In 1991, MIT physicist Thomas L. Neff wrote an Op-Ed in the New York Times. At the time, Gorbachev had agreed to dismantle thousands of nuclear warheads, but the Soviet economy couldn’t afford the process. Neff made a suggestion: let the US buy the uranium and use it as fuel. It would be a win for the US’ energy production, a win for Russia’s economy:
A typical warhead might yield fuel worth $200,000. Ten thousand warheads containing 200 tons of highly enriched uranium would be worth about $2 billion. This would be a good deal for the Soviets, for if they tried to sell such a volume commercially, prices would crash.
Not a year after Neff’s suggestion, President George H. W. Bush announced that the US and Russia would be moving forward with just such a deal. It became official the following year when President Clinton signed and initiated the Megatons to Megawatts Program. 500 metric tons of Highly Enriched Uranium (HEU) were to be converted to Low Enriched Uranium (LEU) and sold to the US over a 20-year period.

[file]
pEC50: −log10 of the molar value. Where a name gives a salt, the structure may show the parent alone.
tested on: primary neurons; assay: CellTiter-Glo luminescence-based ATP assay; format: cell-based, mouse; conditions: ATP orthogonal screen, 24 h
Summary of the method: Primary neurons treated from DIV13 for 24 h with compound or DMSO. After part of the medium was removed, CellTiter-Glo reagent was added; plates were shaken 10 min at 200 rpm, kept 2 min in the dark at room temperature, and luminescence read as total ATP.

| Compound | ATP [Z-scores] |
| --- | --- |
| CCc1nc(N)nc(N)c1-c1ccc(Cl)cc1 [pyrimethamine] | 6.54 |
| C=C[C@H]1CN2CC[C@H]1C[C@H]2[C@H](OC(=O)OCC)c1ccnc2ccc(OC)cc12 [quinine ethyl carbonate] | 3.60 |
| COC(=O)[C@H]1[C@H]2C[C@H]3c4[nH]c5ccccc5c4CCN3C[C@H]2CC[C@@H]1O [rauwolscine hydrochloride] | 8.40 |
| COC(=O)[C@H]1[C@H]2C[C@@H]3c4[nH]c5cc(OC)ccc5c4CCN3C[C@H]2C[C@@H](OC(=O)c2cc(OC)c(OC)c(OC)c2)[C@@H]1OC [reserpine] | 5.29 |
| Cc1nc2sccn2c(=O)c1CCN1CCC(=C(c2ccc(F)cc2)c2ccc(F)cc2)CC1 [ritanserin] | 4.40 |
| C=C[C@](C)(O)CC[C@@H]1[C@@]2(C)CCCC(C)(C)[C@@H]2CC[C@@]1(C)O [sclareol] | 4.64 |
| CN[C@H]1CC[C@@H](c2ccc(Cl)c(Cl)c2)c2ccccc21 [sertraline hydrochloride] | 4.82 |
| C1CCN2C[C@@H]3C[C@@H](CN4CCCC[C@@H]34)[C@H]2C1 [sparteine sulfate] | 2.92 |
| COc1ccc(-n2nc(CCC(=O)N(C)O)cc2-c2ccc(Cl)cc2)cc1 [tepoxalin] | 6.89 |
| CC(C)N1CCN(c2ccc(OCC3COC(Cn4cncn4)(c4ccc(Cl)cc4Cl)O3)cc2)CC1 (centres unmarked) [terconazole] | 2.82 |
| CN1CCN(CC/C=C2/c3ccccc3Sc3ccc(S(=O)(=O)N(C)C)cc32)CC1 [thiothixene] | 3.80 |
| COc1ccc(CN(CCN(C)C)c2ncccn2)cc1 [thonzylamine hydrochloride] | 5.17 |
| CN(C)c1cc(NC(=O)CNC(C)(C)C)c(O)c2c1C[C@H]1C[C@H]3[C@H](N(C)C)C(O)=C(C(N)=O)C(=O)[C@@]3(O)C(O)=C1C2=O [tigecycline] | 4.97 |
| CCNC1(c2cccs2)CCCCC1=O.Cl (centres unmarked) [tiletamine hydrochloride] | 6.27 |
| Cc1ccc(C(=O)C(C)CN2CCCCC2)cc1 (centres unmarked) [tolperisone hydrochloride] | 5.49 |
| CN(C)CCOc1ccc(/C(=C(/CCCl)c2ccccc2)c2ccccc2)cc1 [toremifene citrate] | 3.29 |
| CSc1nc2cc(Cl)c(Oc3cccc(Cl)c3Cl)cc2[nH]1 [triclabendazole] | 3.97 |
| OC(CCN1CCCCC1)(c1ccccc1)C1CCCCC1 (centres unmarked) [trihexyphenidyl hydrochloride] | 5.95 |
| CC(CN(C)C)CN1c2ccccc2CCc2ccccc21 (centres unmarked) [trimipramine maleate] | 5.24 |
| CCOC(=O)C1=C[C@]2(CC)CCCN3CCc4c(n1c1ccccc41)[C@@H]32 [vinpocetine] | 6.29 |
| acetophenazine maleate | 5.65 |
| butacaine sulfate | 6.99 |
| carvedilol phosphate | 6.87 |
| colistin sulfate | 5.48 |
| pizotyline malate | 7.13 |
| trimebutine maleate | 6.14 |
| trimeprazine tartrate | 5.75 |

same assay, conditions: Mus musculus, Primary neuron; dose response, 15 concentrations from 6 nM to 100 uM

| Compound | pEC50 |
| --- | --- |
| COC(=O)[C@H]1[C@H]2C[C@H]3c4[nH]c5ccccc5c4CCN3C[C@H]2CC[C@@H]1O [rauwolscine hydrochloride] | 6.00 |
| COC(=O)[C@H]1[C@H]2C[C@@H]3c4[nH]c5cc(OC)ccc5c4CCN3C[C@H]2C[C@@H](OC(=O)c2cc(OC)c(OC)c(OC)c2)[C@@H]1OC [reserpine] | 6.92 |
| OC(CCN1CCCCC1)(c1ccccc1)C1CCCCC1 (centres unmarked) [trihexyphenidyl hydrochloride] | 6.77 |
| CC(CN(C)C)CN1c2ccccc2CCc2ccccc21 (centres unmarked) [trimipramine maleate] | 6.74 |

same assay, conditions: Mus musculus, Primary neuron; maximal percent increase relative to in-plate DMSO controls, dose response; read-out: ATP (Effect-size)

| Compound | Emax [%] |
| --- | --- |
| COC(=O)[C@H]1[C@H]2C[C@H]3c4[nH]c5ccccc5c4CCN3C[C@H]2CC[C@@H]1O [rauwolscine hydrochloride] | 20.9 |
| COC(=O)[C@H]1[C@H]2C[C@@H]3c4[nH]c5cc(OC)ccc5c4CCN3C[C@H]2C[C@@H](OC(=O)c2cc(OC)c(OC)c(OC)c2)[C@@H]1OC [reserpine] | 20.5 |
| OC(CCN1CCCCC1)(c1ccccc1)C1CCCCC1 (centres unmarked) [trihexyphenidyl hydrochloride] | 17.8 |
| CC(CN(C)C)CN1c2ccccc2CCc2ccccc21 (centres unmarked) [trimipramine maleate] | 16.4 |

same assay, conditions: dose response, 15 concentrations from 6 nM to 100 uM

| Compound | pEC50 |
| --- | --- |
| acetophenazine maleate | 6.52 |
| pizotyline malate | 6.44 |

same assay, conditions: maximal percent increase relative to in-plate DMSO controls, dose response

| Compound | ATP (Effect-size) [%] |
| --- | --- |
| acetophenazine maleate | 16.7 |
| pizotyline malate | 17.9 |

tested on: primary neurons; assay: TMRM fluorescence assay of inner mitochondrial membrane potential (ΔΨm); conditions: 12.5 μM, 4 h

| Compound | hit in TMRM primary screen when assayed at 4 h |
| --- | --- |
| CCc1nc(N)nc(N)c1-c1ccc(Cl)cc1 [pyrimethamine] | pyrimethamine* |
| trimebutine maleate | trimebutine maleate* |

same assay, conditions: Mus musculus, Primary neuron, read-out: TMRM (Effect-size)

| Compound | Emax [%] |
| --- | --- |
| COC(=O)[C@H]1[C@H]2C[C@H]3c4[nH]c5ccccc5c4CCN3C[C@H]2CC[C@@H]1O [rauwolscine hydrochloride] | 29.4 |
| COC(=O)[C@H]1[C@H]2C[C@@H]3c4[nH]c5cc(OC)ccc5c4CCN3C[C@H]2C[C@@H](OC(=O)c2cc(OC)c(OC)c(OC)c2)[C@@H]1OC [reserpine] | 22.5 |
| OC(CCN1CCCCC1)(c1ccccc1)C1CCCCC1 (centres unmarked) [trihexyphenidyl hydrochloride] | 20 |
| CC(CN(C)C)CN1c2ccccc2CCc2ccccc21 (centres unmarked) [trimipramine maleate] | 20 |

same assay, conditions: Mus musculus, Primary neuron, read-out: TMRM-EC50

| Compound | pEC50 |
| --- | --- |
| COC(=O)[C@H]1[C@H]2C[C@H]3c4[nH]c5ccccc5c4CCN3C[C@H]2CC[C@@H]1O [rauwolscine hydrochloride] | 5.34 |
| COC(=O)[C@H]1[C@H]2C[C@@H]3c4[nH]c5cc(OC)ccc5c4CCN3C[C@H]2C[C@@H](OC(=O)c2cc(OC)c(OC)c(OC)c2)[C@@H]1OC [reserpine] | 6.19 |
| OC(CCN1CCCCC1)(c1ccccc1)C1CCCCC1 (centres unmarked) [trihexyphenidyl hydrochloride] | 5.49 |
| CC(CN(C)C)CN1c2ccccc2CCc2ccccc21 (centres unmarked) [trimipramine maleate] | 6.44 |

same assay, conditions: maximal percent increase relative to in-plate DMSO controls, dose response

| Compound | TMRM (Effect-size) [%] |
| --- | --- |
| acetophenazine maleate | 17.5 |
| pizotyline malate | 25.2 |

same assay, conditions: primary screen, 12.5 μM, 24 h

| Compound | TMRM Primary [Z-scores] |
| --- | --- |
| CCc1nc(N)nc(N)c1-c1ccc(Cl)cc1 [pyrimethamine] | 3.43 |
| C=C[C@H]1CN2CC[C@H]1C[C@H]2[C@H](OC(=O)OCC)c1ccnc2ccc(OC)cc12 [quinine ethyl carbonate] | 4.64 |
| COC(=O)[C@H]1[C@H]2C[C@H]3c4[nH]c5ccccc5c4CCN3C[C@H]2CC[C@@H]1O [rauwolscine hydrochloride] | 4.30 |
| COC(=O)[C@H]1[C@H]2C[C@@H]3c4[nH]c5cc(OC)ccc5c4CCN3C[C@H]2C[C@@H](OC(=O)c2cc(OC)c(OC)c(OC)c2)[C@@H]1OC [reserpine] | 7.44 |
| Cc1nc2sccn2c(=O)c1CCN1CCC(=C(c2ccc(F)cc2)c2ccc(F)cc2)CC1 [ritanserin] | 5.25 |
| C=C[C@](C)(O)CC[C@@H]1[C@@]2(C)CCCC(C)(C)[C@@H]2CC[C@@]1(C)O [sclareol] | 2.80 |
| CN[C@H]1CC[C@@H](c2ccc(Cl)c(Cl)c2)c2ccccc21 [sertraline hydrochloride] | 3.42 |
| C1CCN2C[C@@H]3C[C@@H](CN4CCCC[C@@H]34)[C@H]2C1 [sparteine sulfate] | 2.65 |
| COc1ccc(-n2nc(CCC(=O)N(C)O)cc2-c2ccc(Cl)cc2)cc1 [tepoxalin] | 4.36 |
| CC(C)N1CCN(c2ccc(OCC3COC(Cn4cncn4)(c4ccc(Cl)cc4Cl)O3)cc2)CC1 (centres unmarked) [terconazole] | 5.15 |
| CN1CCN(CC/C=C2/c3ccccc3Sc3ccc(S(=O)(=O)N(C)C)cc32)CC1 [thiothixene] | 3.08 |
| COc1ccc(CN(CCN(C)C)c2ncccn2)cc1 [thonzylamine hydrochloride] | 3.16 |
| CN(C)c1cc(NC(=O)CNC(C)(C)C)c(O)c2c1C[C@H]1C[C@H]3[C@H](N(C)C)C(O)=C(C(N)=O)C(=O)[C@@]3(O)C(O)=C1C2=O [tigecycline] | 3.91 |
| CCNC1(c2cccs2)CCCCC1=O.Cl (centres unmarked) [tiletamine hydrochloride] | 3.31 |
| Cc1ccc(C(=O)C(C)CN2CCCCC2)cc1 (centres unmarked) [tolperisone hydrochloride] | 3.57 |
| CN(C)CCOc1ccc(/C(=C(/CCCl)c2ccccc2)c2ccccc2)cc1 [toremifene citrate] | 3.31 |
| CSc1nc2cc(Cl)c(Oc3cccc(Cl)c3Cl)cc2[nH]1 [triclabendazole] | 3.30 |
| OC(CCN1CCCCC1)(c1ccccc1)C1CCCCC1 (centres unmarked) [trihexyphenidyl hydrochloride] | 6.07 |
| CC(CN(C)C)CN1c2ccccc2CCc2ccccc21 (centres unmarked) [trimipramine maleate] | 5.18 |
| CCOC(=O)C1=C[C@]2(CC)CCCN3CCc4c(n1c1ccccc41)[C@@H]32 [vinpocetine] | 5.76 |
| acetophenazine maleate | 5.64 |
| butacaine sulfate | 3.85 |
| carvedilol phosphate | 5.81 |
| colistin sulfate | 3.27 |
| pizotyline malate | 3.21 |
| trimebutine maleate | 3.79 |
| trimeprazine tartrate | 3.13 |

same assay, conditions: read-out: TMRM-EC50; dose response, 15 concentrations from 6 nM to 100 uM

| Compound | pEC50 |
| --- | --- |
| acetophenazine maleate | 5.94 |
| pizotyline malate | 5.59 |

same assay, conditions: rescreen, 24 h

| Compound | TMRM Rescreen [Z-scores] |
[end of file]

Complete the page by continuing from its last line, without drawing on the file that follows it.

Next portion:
To prevent political conflict, two commercial entities (United States Enrichment Corporation and Techsnabexport) were designated to do all selling and purchasing. Though renegotiations continued throughout the program, it became the most successful and largest nuclear non-proliferation program ever! 500 tons of HEU, amounting to approximately 20,008 warheads worth, was converted in Russia to LEU before being sold to the US.
Today, 1 in 40 homes, hospitals, schools, and businesses in America are powered by this program. By 2017, the last rods of LEU will be purchased and by 2020 the fuel all used up. When the program ended in 2013, Russian energy officials wanted to discuss further programs. Current political stress leaves that possibility uncertain, but that doesn’t mean the end of nuclear non-proliferation programs. During the 20-year program, the US began dismantling some of their own warheads for use in power plants. A large 174.3 tons of our own HEU, in fact!